determining the output power according to received RF signal attenuation information and closed loop power control information received from the base station, including a step of adjusting an open loop power control signal according to the received RF signal attenuation information and the closed loop power control information received from the base station, wherein the adjusting step includes a step of adjusting a closed loop power control signal according the received RF signal attenuation information and the closed loop power control information, wherein the step of adjusting the open loop power control signal further includes a step of adding the adjusted closed loop power control signal to the open loop power control signal.
6. A method of controlling output power of a radio telephone communicating with a base station, said method comprising steps of:
attenuating received RF signals on an RF signal receiver line of the radio telephone to reduce intermodulation (IM) distortion including a step of coupling a variable attenuator circuit to the RF signal receiver line; and
determining the output power according to received RF signal attenuation information and closed loop power control information received from the base station, including a step of adjusting an open loop power control signal according to the received RF signal attenuation information and the closed loop power control information received from the base station, wherein the step of adjusting an open loop power control signal includes steps of determining an open loop output power correction value corresponding to the attenuation levels of the received RF signals, and adjusting the open loop power control signal according to the open loop output power correction value to compensate for attenuation of received RF signals.
7. The method of claim 6, wherein the step of adjusting the open loop power control signal according to the open loop output power correction value includes a step of adjusting a closed loop power control signal to compensate for the attenuation of the received RF signals.
8. The method of claim 6, wherein the step of determining an open loop output power correction value includes a step of determining relationships between the received RF signal strengths and an attenuation activation threshold level.
9. The method of claim 8, wherein the step of determining relationships between the received RF signal strength and an attenuation activation threshold level includes a step of comparing relationships between a received RF signal strength indication (RSSI) and the attenuation activation threshold level through an operational amplifier configured to provide a comparison output representative of the level of attenuation of the received RF signal.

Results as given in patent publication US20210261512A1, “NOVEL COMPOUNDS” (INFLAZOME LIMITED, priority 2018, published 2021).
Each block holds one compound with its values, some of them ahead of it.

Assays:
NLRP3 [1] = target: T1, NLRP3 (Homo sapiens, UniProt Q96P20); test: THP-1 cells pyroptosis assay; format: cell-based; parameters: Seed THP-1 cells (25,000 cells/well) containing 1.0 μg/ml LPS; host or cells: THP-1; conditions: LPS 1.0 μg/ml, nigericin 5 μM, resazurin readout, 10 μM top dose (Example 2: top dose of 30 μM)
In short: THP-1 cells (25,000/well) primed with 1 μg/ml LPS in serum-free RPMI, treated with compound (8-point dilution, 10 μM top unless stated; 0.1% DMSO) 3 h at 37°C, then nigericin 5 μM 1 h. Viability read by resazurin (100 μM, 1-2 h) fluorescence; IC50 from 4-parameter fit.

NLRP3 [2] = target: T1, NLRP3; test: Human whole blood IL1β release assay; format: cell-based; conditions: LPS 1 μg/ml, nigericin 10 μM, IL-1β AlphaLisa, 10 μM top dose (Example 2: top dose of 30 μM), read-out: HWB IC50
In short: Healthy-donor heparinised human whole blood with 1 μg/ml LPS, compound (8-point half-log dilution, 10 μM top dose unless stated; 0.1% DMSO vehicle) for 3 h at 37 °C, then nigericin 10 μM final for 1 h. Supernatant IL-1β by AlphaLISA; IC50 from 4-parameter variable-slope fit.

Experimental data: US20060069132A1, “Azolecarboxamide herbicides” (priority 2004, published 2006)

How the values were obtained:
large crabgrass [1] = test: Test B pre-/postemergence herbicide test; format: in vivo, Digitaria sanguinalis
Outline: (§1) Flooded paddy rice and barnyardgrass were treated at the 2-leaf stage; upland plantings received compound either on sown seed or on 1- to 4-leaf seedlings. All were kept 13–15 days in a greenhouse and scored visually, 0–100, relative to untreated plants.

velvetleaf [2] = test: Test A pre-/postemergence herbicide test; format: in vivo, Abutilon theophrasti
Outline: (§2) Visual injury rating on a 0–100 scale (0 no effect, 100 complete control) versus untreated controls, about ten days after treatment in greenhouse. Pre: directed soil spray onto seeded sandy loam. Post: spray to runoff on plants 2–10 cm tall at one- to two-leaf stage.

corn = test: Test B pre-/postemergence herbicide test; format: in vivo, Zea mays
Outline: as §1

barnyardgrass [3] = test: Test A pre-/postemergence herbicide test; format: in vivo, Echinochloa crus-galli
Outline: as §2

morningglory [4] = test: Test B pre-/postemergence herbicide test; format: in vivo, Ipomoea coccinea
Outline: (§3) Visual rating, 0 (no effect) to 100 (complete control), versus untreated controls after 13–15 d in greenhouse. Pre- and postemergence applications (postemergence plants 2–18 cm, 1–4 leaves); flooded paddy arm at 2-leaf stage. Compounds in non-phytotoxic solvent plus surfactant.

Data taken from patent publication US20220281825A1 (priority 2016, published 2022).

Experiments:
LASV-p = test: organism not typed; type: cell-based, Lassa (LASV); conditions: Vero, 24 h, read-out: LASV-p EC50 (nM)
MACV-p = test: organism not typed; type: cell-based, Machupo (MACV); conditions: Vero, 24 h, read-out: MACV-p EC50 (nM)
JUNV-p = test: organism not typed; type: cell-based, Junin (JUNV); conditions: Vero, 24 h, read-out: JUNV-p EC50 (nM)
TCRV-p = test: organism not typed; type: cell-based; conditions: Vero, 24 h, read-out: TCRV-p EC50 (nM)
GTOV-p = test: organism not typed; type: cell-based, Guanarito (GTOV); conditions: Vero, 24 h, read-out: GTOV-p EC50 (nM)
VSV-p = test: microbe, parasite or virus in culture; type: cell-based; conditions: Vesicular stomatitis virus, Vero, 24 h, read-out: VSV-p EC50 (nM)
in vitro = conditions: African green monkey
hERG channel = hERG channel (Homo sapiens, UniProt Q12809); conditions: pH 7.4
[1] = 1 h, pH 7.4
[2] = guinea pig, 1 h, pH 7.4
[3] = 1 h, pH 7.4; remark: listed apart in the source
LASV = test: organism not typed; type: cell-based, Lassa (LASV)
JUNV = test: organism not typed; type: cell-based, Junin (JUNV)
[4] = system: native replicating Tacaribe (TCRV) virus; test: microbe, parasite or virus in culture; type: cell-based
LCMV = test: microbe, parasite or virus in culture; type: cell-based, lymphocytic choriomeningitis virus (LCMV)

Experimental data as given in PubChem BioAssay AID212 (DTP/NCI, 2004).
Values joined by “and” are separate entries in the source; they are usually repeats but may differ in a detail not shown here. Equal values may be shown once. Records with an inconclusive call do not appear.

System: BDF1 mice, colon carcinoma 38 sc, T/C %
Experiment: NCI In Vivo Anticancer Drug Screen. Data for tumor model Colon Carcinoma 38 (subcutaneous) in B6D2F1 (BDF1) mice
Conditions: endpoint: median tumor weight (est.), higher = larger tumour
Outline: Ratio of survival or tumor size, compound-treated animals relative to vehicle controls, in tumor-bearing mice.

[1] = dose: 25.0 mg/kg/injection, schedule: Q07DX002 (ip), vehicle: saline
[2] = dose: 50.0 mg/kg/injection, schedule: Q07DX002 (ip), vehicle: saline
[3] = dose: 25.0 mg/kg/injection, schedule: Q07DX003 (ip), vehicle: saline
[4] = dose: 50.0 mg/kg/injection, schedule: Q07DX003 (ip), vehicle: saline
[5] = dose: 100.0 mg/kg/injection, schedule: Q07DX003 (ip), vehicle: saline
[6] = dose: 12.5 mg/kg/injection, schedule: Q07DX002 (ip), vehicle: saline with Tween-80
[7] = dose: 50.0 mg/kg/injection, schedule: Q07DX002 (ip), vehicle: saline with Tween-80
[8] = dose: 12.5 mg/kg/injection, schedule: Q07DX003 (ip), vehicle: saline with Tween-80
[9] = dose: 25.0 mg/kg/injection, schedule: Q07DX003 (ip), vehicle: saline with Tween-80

10. The method of claim 9, wherein the step of continually determining an open loop output power correction value further includes steps of
generating and storing an integer value based on the comparison output, and
determining from the integer value the open loop output power correction value by comparing the integer value to a table of predefined open loop output power correction values.
11. The method of claim 6, wherein the step of determining an open loop output power correction value further includes steps of
generating and storing an integer value based on the received RF signal attenuation information, and
determining from the integer value the open loop output power correction value.
12. The method of claim 7, wherein the step of adjusting the closed loop power control signal includes a step of adjusting the closed loop power control signal by approximately one decibel every 1.25 milliseconds.
13. The method of claim 7, wherein the step of adjusting the closed loop power control signal includes a step of adjusting a digital memory element in response to the open loop output power correction value.
14. The method of claim 7, wherein the step of adjusting the closed loop power control signal further includes steps of
defining a filtered output power correction change to be a filtered change in output power required to compensate for attenuation of the received RF signals,
generating and supplying the filtered output power correction change, and
continually adjusting a digital memory element in response to a non-zero filtered output power correction change to continually adjust the closed loop power control signal.
15. The method of claim 14, wherein the step of generating and supplying the filtered output power correction change includes a step of generating and supplying the filtered output power correction change by comparing a filtered open loop output power correction value to an open loop output power counter value.
16. The method of claim 14, wherein the step of adjusting the closed loop power control signal further includes a step of continually adjusting a digital memory element in response to the filtered output power correction change to continually adjust the closed loop power control signal by one decibel every 1.25 milliseconds.